BIOGRAPHY: An artful and intimate meditation on the life and works of the legendary storyteller and Nobel prize-winner Toni Morrison.
Carmen Gray
Freelance film critic and regular contributor to Modern Times Review.
Published date: November 16, 2019

Toni Morrison never forgot a childhood conversation she’d had with an eleven-year-old friend who said she knew God didn’t exist because her prayers for blue eyes had gone unanswered. Out of this incident, Morrison developed her first novel, The Bluest Eye. Written in 1970, it’s about a black girl growing up during the Great Depression, who longs for some white facial characteristics to alleviate the debilitating social perception that she is «ugly». This is not the racism of lynchings or murders, but of internal pain, the famed African-American novelist says in Toni Morrison: The Pieces I Am ; the self-loathing that a child learns from a master narrative artificially determined and imposed by those in power of what constitutes worth and beauty.

Morrison’s body of work overturns the notion that a person is only defined by what their oppressor thinks of them. The white world is peripheral to her novels, which place black women centre-stage — the books that, growing up, she had herself so wanted to read. The documentary leaves many of its words to Morrison, in apt tribute to the author, who died in August. Her radiant confidence, presence, and warm humour animate interview segments in which she shares memories illuminating aspects of race in America and elaborates on her approach to writing and the world of literature. Figures close to her and her work, including Angela Davis, Oprah Winfrey, and Fran Liebowitz discuss her significance, while black-and-white archival photos help set the wider context of the African-American experience that is at the heart of the history of the United States.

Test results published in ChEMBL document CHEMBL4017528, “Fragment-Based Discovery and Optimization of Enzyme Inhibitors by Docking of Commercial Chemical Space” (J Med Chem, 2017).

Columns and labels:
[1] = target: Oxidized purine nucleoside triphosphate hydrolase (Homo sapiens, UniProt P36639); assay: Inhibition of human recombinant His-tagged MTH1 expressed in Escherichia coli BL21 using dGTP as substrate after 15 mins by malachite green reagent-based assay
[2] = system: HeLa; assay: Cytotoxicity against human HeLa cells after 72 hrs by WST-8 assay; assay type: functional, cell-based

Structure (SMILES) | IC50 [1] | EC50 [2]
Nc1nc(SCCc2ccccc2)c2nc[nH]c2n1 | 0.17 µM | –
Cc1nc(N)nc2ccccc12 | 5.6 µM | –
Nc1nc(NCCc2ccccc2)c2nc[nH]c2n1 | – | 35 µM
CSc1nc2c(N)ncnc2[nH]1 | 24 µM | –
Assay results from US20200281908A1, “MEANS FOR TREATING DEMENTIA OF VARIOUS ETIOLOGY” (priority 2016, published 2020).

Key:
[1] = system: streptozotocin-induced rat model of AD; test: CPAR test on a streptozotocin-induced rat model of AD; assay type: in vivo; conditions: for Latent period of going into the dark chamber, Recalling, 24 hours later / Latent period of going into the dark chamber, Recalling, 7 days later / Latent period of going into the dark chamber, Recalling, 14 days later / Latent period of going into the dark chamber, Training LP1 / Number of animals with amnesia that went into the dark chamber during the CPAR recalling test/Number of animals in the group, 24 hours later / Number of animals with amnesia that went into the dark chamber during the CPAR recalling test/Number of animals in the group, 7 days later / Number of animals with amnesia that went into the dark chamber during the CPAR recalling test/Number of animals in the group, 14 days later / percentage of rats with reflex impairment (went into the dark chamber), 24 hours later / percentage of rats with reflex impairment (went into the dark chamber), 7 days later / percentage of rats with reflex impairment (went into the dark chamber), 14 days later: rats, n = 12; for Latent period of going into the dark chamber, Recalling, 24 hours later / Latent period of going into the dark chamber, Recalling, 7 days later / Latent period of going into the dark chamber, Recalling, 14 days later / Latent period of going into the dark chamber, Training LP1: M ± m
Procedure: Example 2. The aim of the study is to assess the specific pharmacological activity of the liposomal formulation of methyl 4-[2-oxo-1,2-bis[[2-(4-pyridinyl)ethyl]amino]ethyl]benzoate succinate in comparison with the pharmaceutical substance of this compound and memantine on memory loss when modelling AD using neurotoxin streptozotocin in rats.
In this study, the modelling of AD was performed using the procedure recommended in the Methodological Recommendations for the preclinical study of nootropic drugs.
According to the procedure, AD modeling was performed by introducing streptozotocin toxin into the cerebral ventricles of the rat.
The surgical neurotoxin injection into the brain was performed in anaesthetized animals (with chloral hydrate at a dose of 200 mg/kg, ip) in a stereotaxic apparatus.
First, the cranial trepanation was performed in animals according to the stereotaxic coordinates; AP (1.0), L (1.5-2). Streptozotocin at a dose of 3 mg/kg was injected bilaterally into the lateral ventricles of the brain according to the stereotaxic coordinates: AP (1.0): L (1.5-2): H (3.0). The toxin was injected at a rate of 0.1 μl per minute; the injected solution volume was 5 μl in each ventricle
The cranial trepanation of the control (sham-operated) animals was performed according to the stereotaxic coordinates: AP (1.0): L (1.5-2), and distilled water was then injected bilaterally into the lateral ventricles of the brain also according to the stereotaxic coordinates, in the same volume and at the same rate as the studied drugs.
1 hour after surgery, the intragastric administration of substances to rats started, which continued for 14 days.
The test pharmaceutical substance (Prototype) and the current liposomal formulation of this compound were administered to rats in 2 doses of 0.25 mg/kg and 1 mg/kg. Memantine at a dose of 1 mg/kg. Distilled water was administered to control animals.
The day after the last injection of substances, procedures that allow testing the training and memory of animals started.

The first domain

The power of the written word: it’s inextricable, for Morrison, from the power to inhabit one’s authentic self; to find a language affirming the truth of one’s reality. She recalls her grandfather often pronouncing that he had read the Bible five times — a statement of rebellious pride since that book was the only one available and it was illegal for blacks to read. She remembers, too, her mother’s uproar, upon catching her in the middle of writing a swear-word she’d just learned on the pavement, in her first realisation the act of writing had incendiary possibilities. It’s a force that stayed close to her heart. When she received a letter from a corrections board informing her that her 1997 …

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